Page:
Thursday, November 20, 2008
The good and bad of inside out throws
One of the challenges of coaching is having young players as well as older players understand the difference in the window of opportunity of i/o throws and o/i throws. Especially break throws.
No matter what level of team here in the northeast, at least once a game, there is always the dreaded i/o break turnover to someone making a cone cut from the back of the stack. Their trajectory is never really narrow enough to shield the defender, and it never had a chance of being completed, but people will always, always try it.
The above is my poor attempt to draw an accurate representation of the temporal and spacial windows of a cutter and of a thrower's two main break options, the around and the inside break. I say poor because I think I have only depicted the spacial windows, and some can debate about those as well.
The setup is your typical endzone cut. A person is cutting from the back. Ideally, they would be starting their cut at the very end of the endzone , but this is showing the typical poor use of endzone real estate. The cut begins in the middle of the field and about 5 yards from the back of the endzone. This is a typical endzone offense.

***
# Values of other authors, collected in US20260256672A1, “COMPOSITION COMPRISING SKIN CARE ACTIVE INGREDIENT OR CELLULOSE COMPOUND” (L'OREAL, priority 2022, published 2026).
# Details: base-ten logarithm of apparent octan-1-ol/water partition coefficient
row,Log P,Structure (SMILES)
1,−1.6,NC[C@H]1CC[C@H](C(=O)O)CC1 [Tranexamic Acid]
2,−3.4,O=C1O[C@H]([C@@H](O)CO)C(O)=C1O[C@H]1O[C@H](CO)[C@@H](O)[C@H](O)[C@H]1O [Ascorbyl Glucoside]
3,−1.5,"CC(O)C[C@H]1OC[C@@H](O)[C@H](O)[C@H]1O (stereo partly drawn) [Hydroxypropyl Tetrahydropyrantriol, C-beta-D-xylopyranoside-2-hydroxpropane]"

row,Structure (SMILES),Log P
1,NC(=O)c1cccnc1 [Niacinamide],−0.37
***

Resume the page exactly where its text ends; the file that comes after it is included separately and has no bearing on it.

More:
Because he is cutting at the cone, he is cutting at a 45 degree angle (20 yards from sideline, 20 yards back from cone). This is a much more horizontal cut than people normally cut when they are cutting on the field, and, because of this, the window for the i/o is smaller and shorter than it normally is.
The above diagram is not perfect. I am using it merely as a visual aide to get my point across.
1.) The I/O Break window normally in the endzone is EARLY in the cut.
2.) Most turnovers on I/O breaks happen because people throw them too late in the cutters cut. Most turnovers happen because people typically aren't throwing the disc to get to the receiver in the of the red. They typically are throwing the disc by the time the receiver has ran into the i/o throwing lane. By this time, it is too late.
3.) I think the around break is more successful because the temporal window to throw happens later in the cut, so a thrower can decide to throw the break later in the cutters cut. It also gives more leeway to people with slower releases.
I think, in college, the turns happen because they decide to throw the throw too late and then either wind up throwing behind the receiver, or trying to make up for lost time by throwing it fast and hard which makes the throw unpredictable and uncatchable.
Aside: I wanted to put a third layer on top of the two layers that demarcated the temporal windows of when to throw the throw, but that confused even me and I thought of the idea. It would be sweet if I could do a 3D one with that though!
p.s. I am going to draw a couple diagrams containing situations where i/o breaks are sweet later this weekend.